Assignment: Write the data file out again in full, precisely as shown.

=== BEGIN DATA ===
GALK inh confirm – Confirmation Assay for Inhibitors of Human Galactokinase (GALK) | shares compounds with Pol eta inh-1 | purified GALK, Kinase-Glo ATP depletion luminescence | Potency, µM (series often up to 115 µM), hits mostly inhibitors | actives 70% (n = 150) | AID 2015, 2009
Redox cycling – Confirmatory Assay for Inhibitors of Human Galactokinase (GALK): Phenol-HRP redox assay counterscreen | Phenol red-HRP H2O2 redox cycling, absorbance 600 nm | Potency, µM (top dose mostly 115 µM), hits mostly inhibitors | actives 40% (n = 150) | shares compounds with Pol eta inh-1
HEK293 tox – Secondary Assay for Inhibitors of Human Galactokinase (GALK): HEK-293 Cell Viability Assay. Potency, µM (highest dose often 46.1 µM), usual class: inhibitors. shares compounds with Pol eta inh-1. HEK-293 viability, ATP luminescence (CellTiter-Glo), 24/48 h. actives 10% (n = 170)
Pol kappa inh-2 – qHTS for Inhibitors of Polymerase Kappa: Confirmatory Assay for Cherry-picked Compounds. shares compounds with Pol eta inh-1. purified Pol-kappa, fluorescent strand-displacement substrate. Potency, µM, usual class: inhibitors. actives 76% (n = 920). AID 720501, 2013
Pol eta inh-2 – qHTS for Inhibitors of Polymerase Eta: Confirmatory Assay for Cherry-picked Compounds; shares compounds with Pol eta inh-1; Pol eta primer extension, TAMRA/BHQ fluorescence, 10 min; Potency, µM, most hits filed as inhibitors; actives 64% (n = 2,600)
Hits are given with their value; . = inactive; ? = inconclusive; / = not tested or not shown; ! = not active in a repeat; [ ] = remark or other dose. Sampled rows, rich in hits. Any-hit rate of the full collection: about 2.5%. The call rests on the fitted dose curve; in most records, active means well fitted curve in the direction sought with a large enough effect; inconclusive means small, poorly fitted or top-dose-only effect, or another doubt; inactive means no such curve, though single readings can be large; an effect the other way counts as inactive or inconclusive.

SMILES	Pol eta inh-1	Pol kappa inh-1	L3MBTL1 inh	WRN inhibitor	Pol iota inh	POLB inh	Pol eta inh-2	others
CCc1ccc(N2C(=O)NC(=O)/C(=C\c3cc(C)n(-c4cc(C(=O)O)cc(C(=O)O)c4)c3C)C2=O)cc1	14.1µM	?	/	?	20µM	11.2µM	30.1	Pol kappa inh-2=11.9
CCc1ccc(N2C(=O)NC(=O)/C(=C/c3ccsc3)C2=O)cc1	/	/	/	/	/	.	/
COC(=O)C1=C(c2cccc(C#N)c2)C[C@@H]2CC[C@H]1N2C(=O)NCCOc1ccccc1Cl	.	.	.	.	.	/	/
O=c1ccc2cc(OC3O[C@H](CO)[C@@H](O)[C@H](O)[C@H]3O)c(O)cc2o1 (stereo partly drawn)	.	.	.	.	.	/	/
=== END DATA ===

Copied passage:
GALK inh confirm – Confirmation Assay for Inhibitors of Human Galactokinase (GALK) | shares compounds with Pol eta inh-1 | purified GALK, Kinase-Glo ATP depletion luminescence | Potency, µM (series often up to 115 µM), hits mostly inhibitors | actives 70% (n = 150) | AID 2015, 2009
Redox cycling – Confirmatory Assay for Inhibitors of Human Galactokinase (GALK): Phenol-HRP redox assay counterscreen | Phenol red-HRP H2O2 redox cycling, absorbance 600 nm | Potency, µM (top dose mostly 115 µM), hits mostly inhibitors | actives 40% (n = 150) | shares compounds with Pol eta inh-1
HEK293 tox – Secondary Assay for Inhibitors of Human Galactokinase (GALK): HEK-293 Cell Viability Assay. Potency, µM (highest dose often 46.1 µM), usual class: inhibitors. shares compounds with Pol eta inh-1. HEK-293 viability, ATP luminescence (CellTiter-Glo), 24/48 h. actives 10% (n = 170)
Pol kappa inh-2 – qHTS for Inhibitors of Polymerase Kappa: Confirmatory Assay for Cherry-picked Compounds. shares compounds with Pol eta inh-1. purified Pol-kappa, fluorescent strand-displacement substrate. Potency, µM, usual class: inhibitors. actives 76% (n = 920). AID 720501, 2013
Pol eta inh-2 – qHTS for Inhibitors of Polymerase Eta: Confirmatory Assay for Cherry-picked Compounds; shares compounds with Pol eta inh-1; Pol eta primer extension, TAMRA/BHQ fluorescence, 10 min; Potency, µM, most hits filed as inhibitors; actives 64% (n = 2,600)
Hits are given with their value; . = inactive; ? = inconclusive; / = not tested or not shown; ! = not active in a repeat; [ ] = remark or other dose. Sampled rows, rich in hits. Any-hit rate of the full collection: about 2.5%. The call rests on the fitted dose curve; in most records, active means well fitted curve in the direction sought with a large enough effect; inconclusive means small, poorly fitted or top-dose-only effect, or another doubt; inactive means no such curve, though single readings can be large; an effect the other way counts as inactive or inconclusive.

SMILES	Pol eta inh-1	Pol kappa inh-1	L3MBTL1 inh	WRN inhibitor	Pol iota inh	POLB inh	Pol eta inh-2	others
CCc1ccc(N2C(=O)NC(=O)/C(=C\c3cc(C)n(-c4cc(C(=O)O)cc(C(=O)O)c4)c3C)C2=O)cc1	14.1µM	?	/	?	20µM	11.2µM	30.1	Pol kappa inh-2=11.9
CCc1ccc(N2C(=O)NC(=O)/C(=C/c3ccsc3)C2=O)cc1	/	/	/	/	/	.	/
COC(=O)C1=C(c2cccc(C#N)c2)C[C@@H]2CC[C@H]1N2C(=O)NCCOc1ccccc1Cl	.	.	.	.	.	/	/
O=c1ccc2cc(OC3O[C@H](CO)[C@@H](O)[C@H](O)[C@H]3O)c(O)cc2o1 (stereo partly drawn)	.	.	.	.	.	/	/